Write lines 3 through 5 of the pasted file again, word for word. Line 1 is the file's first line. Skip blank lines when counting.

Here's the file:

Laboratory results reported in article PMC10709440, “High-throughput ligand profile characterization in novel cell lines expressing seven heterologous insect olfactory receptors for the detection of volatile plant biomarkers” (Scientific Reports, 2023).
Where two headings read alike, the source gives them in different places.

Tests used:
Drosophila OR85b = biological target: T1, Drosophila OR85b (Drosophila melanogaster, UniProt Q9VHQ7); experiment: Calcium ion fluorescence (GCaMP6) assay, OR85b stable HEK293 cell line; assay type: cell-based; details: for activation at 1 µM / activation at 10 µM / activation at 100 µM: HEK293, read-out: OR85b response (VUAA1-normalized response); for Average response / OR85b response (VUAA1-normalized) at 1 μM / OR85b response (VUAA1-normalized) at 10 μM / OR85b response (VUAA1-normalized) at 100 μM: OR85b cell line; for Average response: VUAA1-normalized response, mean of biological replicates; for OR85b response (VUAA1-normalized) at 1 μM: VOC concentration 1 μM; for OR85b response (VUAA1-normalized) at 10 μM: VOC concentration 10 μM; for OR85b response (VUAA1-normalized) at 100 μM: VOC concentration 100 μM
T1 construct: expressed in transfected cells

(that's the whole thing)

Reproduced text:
Tests used:
Drosophila OR85b = biological target: T1, Drosophila OR85b (Drosophila melanogaster, UniProt Q9VHQ7); experiment: Calcium ion fluorescence (GCaMP6) assay, OR85b stable HEK293 cell line; assay type: cell-based; details: for activation at 1 µM / activation at 10 µM / activation at 100 µM: HEK293, read-out: OR85b response (VUAA1-normalized response); for Average response / OR85b response (VUAA1-normalized) at 1 μM / OR85b response (VUAA1-normalized) at 10 μM / OR85b response (VUAA1-normalized) at 100 μM: OR85b cell line; for Average response: VUAA1-normalized response, mean of biological replicates; for OR85b response (VUAA1-normalized) at 1 μM: VOC concentration 1 μM; for OR85b response (VUAA1-normalized) at 10 μM: VOC concentration 10 μM; for OR85b response (VUAA1-normalized) at 100 μM: VOC concentration 100 μM
T1 construct: expressed in transfected cells